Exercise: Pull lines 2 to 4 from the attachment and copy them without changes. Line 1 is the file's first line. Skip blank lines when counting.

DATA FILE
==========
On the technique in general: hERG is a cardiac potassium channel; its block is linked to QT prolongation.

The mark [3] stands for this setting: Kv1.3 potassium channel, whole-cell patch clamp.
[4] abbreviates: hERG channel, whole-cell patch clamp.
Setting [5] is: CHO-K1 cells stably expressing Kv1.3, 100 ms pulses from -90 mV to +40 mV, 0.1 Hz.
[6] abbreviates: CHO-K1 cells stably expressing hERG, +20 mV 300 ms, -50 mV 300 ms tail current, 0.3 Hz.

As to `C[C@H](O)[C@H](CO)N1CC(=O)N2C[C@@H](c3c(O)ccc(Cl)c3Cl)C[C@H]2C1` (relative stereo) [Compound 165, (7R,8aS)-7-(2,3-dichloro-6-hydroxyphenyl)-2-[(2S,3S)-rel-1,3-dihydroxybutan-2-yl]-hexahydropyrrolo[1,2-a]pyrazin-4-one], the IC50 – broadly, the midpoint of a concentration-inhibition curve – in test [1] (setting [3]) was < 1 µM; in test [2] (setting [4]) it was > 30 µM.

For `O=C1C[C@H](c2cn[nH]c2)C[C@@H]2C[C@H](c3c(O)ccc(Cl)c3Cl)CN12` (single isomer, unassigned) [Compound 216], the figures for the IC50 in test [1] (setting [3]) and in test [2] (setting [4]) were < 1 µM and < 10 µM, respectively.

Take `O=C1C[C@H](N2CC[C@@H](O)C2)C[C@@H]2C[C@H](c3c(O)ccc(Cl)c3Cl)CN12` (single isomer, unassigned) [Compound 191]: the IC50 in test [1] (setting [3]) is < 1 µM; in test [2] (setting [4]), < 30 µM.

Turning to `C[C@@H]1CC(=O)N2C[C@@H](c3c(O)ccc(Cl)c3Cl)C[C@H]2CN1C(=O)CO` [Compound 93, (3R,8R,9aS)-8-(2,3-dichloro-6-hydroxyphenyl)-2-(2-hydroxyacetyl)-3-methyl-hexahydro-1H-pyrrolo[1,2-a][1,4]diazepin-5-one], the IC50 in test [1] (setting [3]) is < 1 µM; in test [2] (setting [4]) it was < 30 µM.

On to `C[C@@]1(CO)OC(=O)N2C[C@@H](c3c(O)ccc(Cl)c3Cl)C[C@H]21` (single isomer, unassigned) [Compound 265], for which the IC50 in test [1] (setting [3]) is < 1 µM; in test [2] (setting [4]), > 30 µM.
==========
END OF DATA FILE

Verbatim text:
The mark [3] stands for this setting: Kv1.3 potassium channel, whole-cell patch clamp.
[4] abbreviates: hERG channel, whole-cell patch clamp.
Setting [5] is: CHO-K1 cells stably expressing Kv1.3, 100 ms pulses from -90 mV to +40 mV, 0.1 Hz.